After the Mauryas, this region came under the rule of Kshatriyas. Coins of Kshatriya rulers have been found in Bhinmal. After the fall of Bhinmal, for the protection of the mountainous region, the Gurjar Pratiharas (called Gurjar due to their rule in Gujarat) established their capital near the Jabbal Ashram in the lap of Swarnagiri, and they named this region Jabalipur (Jalore). Bhinmal was later conquered by the Chavdas of Gujarat.
The great poet Magha, who belonged to Bhinmal (Jalore), had his grandfather, Suprabhadev, serving as a minister in the Gurjar rulers’ administration. In the year 740 Vikram Samvat (797 CE), the Shreemal region came under the rule of the Chavdas from the Pratiharas. Nagabhatt, a Pratihara ruler, had established a vast empire around the year 817 Vikram Samvat. These Pratiharas were the descendants of Lakshman of the Raghu dynasty. Thus, Jalore became the land of the Pratiharas. Nagabhatt also accepted the responsibility of being the border protector (Dwarapal) to defend against foreign invasions. Hence, this lineage came to be known as the Seema Rakshak Vansh (the clan protecting the borders), or the Pratihara Vansh.
The kingdom of Jalore served as the protector of the western borders of India. Its descendants later moved their capital to Kannauj. Even during the reign of King Bhoj, Jalore remained under his authority, and Bhinmal was its capital. For a brief period, Jalore was also under the rule of the Pratiharas of Mandor. It is believed that after the attack by Governor Juned of Sindh on Bhinmal, Jalore’s capital was shifted to Swarnagiri to escape from frequent invasions. Afterward, Jalore progressed and became a major trading center. Eighteen different nations’ people resided there and conversed in eighteen languages. Traders from various regions, including Goa, Magadh, Laat, Malwa, Karnataka, Kosala, Maharashtra, Andhra, Maru-Gurjar, Tapik, Take, Keer, Antarved, and others, used to engage in business activities in Jalore.
Hindujee Padiyar was a descendant of Nagabhatt, who was a ruler of the Pratihara dynasty. The exact relationship between Pratihara and Hinduji Padiyar is not known. Hinduji Padiyar’s settlement, known as Leta Gaon (Purana) today, was located approximately six kilometers east of Sundara Baav (Jalore Talab). There was a large flowing stream to the north of Leta Gaon, which carried water from around Dodiyali (Dodgarh) and merged into Sundara Baav (Sundarla Talab) in Jalore. This stream is now known as the “Jawai Nadi.”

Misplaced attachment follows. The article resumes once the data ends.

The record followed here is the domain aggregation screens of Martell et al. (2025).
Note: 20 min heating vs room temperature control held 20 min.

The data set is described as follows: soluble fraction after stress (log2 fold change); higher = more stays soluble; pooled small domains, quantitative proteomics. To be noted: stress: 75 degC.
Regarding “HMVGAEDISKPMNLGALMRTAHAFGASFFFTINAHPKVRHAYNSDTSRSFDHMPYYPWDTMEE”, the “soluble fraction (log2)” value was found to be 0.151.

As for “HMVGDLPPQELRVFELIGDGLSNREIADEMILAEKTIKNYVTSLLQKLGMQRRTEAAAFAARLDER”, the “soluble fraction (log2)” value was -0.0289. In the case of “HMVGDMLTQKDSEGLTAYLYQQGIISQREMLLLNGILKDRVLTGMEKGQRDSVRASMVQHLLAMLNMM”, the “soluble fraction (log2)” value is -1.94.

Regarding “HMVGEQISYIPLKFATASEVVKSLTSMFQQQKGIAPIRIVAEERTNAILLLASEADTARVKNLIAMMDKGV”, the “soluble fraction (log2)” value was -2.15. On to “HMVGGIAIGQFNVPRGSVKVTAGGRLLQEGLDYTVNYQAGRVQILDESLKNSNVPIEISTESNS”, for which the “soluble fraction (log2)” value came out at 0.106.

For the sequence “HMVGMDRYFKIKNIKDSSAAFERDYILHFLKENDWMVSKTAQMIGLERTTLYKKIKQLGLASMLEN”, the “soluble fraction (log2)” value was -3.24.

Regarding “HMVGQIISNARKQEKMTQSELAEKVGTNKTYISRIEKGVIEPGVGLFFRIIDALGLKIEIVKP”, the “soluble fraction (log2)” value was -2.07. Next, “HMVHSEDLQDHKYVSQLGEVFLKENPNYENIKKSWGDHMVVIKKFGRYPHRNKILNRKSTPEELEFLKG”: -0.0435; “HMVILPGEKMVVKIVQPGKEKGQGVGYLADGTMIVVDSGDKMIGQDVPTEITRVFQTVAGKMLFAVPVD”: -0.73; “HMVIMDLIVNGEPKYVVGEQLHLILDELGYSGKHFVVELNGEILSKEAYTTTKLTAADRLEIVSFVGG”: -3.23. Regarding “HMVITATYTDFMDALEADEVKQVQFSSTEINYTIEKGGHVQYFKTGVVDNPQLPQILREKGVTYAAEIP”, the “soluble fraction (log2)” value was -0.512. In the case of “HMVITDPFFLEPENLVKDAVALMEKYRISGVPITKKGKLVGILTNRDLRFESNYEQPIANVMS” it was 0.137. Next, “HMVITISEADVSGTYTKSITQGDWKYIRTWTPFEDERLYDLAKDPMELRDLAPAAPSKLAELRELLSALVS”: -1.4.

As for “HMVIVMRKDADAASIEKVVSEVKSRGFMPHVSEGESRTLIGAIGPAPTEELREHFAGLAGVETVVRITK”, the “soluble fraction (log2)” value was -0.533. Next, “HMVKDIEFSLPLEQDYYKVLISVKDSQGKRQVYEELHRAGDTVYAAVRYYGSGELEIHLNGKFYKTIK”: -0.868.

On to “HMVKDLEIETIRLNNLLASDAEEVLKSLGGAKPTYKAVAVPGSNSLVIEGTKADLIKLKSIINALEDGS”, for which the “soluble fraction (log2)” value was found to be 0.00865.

Hindujee and his son Lesta established their home near this stream. In their community, there was also a settlement of Rebariyas, belonging to the Aajna caste. They engaged in animal husbandry and agriculture on this land and settled their lives there. When Hinduji passed away during this time, his son Lesta dug the Sindhu Nadi (Sindh River) in his memory, which is now known as the Leta Ka Bara Talab.
In memory of his mother Lakshmi, Lesta also dug another river, known as “Nakami” (Lakami) Nadi, which still exists in Leta.
As per the information obtained from the poets Bagsoo and Daulatram Rao, and some intellectuals from the village, Latesta Ji was known for his virtuous and philanthropic nature. He was a devoted worshiper of Lord Shiva. In his village, he established a Shiva Linga in a bagh (garden) where neem trees and other plants were planted, known as Latesta Bagh. This garden is now located within the premises of the ancient Latesta Gaon, where a Lord Shiva temple stands to this day.
Latesta Ji was known for his devotion to Lord Shiva and regularly performed Shiva worship in the bagh. According to historical records, Latesta Ji left for his heavenly abode on Chaitra Sudi 10, Vikram Samvat 0964. In honor of this great soul, his descendants named their settlement Latesta Dhani, which later became Latesta Gaon.
Currently, Latesta Gaon is situated in the Jalore district of Rajasthan, India. It is known as the village of Pratiharos (Chaudhariyas) in the present time. After Latesta Ji, his three sons divided the land and dug wells (khaads) in their respective portions, and these wells still exist near the river in Latesta Gaon.
At the same time, ruler Gurosa was gifted land from Latesta’s Dhani in the western direction, known as “Dhimra.” This land is still referred to by the name “Dhimra” to this day. One house of his family still exists in Latesta Gaon, inhabited by people from the same lineage. When the family of Latesta Ji left this Dhani (Latesta Gaon) for some reason, they handed over three wells’ land to the Aanjana community, who had become like their religious sisters. These wells are currently known as Pataliya, Gajawa, and Naukara. After receiving this gift, the Aanjana community left Latesta Gaon in the tenth century of the Vikram Samvat calendar and migrated towards the eastern direction, which indicates the origin of their sub-branch (Gautra) from the main Parihar (Pratihar) lineage.